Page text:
1. Misconception: The Law of Periods applies only to planets.
  • Clarification. Kepler’s Third Law can be applied to any object orbiting a central body, not just planets. It can be used to study the motion of moons, asteroids, and even human-made satellites around a planet or a star.


Kepler’s Third Law, the Law of Periods, has stood the test of time as a fundamental principle for planetary motion. The long-lasting relevance of Kepler’s Third Law lies in its ability to provide insights to our solar system. When we understand a planet’s orbital period and its estimated distance from the Sun, we can have a deeper understanding of the complicated patterns and harmonies that govern celestial movement.

Kepler’s Third Law not only confirmed the heliocentric model proposed by Copernicus. It also provided a mathematical foundation for the development of celestial mechanics. It played a crucial role in the validation of Newton’s laws of motion and universal gravitation. This paved the way for a profound understanding of the forces that shape our universe.

However, it is important to recognize the limitations and complexities of Kepler’s Third Law. Real-world situations can introduce deviations from the idealized predictions, such as gravitational interactions with other objects or variations in orbital behavior. These factors remind us of the dynamic and complex nature of the universe we inhabit.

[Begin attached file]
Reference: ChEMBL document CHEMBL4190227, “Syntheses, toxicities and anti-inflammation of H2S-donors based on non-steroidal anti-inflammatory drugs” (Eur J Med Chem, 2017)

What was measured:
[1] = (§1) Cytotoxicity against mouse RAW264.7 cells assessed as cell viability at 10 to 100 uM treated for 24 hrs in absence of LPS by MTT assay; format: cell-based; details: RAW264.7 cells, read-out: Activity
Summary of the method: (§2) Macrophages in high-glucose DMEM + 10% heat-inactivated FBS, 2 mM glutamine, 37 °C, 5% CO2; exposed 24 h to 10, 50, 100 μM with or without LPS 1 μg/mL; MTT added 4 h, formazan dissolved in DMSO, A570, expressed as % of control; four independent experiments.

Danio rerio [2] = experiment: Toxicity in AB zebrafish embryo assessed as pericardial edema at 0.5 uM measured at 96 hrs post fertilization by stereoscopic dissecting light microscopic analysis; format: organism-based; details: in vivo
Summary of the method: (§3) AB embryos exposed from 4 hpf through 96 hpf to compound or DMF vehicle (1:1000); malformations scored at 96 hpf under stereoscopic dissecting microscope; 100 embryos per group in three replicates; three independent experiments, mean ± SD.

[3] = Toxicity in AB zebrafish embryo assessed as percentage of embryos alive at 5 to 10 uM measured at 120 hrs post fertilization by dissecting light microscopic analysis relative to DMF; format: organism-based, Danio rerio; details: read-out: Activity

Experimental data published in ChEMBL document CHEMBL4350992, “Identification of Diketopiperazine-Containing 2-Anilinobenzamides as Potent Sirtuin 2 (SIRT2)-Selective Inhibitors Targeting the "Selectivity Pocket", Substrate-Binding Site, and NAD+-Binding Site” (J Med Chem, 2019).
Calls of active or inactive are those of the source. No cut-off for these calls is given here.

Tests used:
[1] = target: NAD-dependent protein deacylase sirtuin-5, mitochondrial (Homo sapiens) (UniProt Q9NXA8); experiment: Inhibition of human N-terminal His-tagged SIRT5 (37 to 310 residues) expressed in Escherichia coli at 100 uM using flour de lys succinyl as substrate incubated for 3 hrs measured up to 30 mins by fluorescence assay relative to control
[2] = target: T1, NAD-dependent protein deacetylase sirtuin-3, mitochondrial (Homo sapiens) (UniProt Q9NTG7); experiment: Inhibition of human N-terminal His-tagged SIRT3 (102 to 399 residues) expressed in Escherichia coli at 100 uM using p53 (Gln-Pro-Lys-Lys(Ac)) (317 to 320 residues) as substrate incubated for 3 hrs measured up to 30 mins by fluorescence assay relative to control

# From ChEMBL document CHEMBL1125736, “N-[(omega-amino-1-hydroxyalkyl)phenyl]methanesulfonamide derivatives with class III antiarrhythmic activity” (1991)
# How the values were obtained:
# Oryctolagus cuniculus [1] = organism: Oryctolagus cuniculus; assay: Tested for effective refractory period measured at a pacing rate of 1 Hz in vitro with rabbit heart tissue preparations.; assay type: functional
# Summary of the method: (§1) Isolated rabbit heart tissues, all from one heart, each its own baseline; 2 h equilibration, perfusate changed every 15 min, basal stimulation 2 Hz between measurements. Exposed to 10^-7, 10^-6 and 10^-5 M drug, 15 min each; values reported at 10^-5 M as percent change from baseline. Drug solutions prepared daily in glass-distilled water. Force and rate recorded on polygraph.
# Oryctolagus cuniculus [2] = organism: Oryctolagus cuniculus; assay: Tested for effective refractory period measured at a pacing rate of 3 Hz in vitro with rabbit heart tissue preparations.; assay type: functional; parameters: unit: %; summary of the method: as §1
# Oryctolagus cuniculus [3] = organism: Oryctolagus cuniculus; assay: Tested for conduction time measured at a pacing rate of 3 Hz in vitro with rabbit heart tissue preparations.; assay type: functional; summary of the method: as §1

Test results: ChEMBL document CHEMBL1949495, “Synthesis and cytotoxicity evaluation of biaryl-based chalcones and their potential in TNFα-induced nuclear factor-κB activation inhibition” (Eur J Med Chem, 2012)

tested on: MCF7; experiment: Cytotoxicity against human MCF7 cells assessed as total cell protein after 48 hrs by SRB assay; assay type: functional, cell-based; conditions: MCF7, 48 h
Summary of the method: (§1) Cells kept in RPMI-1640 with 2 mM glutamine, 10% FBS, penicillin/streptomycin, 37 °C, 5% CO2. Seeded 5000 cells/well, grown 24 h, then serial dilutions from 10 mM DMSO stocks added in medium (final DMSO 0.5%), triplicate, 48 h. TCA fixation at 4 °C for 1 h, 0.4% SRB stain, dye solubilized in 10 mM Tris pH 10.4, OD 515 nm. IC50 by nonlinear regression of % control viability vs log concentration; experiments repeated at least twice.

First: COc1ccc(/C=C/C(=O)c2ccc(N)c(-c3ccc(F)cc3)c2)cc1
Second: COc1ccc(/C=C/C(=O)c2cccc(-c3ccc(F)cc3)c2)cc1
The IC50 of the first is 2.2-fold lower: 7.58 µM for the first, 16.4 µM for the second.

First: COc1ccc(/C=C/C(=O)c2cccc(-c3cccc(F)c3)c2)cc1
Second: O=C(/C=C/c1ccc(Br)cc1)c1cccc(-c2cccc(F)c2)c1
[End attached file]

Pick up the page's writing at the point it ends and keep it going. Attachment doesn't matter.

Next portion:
Nonetheless, Kepler’s Third Law remains a cornerstone of astronomical research and exploration. Its mathematical relationship continues to guide our understanding of planetary motion and serves as a vital law in solving the mysteries of the cosmos.


What is Kepler’s third law simple?

Kepler’s third law is like a rule for planets. It says that if you know how far a planet is from the Sun, you can figure out how long it takes for the planet to go one full circle around the Sun. The further away the planet is from the Sun, the longer it takes to complete one orbit. So, planets that are far from the Sun move slower than the ones closer to the Sun.

What is the constant in Kepler’s third law?

The “constant” in Kepler’s third law is like a magic number that connects the time a planet takes to go around the Sun and how far it is from the Sun. This constant can change depending on what two things are orbiting each other. For example, when we talk about planets going around the Sun, the Sun is so much bigger than any planet that we can kind of ignore the planet’s weight, and the constant stays the same for all planets. But if we were talking about the Moon going around the Earth, then the Earth and the Moon’s weights both matter, so the constant would be different.

What are the names of Kepler’s three laws?

Kepler’s First Law is The Law of Orbits, Kepler’s Second Law is The Law of Equal Areas, and the third one, Kepler’s Third Law, is The Law of Periods.